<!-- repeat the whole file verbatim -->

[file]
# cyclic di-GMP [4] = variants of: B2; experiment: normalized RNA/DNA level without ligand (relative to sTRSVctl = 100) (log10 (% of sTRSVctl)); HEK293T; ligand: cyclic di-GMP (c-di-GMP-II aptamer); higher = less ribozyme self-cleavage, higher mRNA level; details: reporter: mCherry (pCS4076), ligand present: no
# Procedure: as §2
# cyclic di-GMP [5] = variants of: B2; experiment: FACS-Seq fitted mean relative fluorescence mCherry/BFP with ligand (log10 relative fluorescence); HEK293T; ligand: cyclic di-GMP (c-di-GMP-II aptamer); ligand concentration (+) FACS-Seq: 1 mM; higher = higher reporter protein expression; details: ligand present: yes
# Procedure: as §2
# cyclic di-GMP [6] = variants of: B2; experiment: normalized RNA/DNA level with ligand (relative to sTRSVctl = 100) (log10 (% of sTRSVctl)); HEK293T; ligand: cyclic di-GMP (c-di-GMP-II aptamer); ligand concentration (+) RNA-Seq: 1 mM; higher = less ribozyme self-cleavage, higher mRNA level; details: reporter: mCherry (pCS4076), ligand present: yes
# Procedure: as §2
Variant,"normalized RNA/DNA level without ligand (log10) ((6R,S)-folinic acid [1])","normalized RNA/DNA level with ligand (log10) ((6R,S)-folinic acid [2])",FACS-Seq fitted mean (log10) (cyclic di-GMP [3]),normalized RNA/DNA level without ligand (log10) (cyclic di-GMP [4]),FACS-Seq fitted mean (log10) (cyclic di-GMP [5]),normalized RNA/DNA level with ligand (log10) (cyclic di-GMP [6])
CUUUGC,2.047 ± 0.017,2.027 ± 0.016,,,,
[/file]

# cyclic di-GMP [4] = variants of: B2; experiment: normalized RNA/DNA level without ligand (relative to sTRSVctl = 100) (log10 (% of sTRSVctl)); HEK293T; ligand: cyclic di-GMP (c-di-GMP-II aptamer); higher = less ribozyme self-cleavage, higher mRNA level; details: reporter: mCherry (pCS4076), ligand present: no
# Procedure: as §2
# cyclic di-GMP [5] = variants of: B2; experiment: FACS-Seq fitted mean relative fluorescence mCherry/BFP with ligand (log10 relative fluorescence); HEK293T; ligand: cyclic di-GMP (c-di-GMP-II aptamer); ligand concentration (+) FACS-Seq: 1 mM; higher = higher reporter protein expression; details: ligand present: yes
# Procedure: as §2
# cyclic di-GMP [6] = variants of: B2; experiment: normalized RNA/DNA level with ligand (relative to sTRSVctl = 100) (log10 (% of sTRSVctl)); HEK293T; ligand: cyclic di-GMP (c-di-GMP-II aptamer); ligand concentration (+) RNA-Seq: 1 mM; higher = less ribozyme self-cleavage, higher mRNA level; details: reporter: mCherry (pCS4076), ligand present: yes
# Procedure: as §2
Variant,"normalized RNA/DNA level without ligand (log10) ((6R,S)-folinic acid [1])","normalized RNA/DNA level with ligand (log10) ((6R,S)-folinic acid [2])",FACS-Seq fitted mean (log10) (cyclic di-GMP [3]),normalized RNA/DNA level without ligand (log10) (cyclic di-GMP [4]),FACS-Seq fitted mean (log10) (cyclic di-GMP [5]),normalized RNA/DNA level with ligand (log10) (cyclic di-GMP [6])
CUUUGC,2.047 ± 0.017,2.027 ± 0.016,,,,